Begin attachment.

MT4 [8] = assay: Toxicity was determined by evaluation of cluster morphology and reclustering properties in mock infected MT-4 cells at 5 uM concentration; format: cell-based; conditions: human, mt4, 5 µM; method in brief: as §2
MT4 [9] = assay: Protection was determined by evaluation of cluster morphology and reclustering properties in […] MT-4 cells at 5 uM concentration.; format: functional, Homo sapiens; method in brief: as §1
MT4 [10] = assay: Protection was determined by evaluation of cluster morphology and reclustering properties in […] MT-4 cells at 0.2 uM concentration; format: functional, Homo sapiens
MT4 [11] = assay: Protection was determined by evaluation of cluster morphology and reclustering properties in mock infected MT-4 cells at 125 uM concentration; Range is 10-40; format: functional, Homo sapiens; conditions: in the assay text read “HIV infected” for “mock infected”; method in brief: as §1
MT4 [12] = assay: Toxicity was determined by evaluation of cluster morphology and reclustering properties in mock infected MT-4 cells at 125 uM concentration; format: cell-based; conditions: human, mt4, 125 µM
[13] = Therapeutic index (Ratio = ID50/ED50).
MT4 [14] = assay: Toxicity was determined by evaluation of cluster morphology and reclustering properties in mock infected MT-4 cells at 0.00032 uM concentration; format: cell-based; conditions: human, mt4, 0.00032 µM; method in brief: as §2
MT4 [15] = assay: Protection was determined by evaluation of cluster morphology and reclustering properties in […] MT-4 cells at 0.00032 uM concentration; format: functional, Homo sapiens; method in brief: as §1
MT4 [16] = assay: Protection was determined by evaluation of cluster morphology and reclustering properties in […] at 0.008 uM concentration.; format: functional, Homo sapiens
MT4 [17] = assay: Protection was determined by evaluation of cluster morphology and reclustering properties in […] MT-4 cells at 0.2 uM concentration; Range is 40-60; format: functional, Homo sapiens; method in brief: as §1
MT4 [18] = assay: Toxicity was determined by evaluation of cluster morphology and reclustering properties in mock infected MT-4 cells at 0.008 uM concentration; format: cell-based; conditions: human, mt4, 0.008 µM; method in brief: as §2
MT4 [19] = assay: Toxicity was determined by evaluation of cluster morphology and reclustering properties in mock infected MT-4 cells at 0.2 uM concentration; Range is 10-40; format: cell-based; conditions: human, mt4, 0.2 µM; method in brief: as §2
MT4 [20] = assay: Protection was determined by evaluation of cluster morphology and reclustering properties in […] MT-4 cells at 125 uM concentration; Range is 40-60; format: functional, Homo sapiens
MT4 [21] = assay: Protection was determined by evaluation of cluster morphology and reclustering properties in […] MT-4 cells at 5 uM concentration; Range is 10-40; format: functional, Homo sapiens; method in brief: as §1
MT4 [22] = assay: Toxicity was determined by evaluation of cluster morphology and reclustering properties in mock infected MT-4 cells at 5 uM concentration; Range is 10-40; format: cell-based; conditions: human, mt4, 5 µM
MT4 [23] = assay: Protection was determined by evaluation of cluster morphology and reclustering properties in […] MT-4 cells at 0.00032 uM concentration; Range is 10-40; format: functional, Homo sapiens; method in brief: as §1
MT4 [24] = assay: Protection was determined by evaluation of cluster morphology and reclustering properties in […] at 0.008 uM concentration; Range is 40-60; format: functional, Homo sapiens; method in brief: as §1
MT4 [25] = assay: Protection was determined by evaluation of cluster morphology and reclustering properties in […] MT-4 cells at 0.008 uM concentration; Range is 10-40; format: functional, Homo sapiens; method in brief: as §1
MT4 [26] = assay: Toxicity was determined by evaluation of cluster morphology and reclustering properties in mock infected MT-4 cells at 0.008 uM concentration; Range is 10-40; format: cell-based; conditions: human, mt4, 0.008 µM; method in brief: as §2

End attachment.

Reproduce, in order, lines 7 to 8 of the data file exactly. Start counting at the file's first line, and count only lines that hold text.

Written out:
MT4 [14] = assay: Toxicity was determined by evaluation of cluster morphology and reclustering properties in mock infected MT-4 cells at 0.00032 uM concentration; format: cell-based; conditions: human, mt4, 0.00032 µM; method in brief: as §2
MT4 [15] = assay: Protection was determined by evaluation of cluster morphology and reclustering properties in […] MT-4 cells at 0.00032 uM concentration; format: functional, Homo sapiens; method in brief: as §1